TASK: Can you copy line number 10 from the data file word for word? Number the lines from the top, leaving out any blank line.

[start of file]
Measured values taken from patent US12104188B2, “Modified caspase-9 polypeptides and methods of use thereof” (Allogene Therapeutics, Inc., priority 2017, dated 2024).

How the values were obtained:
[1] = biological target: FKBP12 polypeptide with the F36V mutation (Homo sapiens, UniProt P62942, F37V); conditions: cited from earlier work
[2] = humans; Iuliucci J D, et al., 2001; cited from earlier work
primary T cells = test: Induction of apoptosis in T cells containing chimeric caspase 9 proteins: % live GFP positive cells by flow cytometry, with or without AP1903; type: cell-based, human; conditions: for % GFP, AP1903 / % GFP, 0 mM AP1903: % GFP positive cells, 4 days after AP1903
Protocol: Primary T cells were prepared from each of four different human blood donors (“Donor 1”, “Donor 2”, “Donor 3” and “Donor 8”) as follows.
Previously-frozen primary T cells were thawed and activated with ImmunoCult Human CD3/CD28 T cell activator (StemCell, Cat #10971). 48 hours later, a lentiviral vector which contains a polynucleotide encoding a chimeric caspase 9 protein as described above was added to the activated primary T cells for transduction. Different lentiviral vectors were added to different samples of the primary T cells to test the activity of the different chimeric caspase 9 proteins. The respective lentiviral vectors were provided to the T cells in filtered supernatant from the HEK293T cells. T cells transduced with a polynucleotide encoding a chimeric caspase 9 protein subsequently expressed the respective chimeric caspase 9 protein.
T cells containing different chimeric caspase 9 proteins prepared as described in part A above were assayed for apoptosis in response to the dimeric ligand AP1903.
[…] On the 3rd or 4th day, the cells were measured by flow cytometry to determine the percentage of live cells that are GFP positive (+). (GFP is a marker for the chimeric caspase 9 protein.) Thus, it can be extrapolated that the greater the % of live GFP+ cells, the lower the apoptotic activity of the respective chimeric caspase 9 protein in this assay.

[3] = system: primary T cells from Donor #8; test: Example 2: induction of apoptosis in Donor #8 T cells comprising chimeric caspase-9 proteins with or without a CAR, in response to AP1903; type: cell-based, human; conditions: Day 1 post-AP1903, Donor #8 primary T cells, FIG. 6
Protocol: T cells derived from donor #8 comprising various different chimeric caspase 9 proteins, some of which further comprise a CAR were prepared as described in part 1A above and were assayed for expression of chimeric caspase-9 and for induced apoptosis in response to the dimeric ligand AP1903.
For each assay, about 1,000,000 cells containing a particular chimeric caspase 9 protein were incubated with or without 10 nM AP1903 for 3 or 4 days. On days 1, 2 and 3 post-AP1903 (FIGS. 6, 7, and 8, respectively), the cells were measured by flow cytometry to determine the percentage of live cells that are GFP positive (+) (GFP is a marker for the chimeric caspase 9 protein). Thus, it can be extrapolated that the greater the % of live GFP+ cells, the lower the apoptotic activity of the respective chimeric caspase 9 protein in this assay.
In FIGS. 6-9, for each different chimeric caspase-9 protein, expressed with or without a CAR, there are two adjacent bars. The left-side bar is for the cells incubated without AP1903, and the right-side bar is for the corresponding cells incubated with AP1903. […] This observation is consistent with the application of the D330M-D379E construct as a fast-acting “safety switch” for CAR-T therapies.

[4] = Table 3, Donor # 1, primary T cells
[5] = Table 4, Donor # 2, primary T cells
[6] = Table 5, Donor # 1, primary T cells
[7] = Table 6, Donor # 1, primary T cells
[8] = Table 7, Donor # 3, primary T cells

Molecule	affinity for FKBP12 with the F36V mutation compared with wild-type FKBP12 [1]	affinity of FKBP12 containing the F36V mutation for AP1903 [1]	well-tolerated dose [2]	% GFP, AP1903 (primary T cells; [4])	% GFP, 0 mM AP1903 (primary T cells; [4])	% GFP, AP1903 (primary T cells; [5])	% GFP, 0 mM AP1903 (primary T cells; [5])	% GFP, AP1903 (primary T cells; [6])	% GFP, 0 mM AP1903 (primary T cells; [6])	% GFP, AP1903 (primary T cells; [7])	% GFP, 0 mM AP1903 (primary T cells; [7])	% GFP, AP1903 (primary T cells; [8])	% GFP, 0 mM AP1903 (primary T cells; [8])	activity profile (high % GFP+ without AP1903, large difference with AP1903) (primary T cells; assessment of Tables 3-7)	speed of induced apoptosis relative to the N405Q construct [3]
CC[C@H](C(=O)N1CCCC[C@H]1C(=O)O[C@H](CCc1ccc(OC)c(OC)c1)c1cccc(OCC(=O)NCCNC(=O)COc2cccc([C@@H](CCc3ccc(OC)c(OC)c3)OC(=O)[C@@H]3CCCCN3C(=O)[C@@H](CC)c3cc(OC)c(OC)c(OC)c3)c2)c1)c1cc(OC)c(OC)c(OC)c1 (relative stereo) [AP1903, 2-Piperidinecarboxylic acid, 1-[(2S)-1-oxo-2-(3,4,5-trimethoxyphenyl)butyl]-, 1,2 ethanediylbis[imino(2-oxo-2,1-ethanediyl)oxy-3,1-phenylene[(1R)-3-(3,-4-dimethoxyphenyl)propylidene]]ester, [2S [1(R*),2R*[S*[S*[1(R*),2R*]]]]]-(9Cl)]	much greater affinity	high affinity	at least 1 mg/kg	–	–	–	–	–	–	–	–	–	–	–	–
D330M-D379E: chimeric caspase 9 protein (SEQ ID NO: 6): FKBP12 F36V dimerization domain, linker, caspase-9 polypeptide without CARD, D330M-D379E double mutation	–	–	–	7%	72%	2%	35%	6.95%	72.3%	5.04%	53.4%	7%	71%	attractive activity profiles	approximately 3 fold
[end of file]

[3] = system: primary T cells from Donor #8; test: Example 2: induction of apoptosis in Donor #8 T cells comprising chimeric caspase-9 proteins with or without a CAR, in response to AP1903; type: cell-based, human; conditions: Day 1 post-AP1903, Donor #8 primary T cells, FIG. 6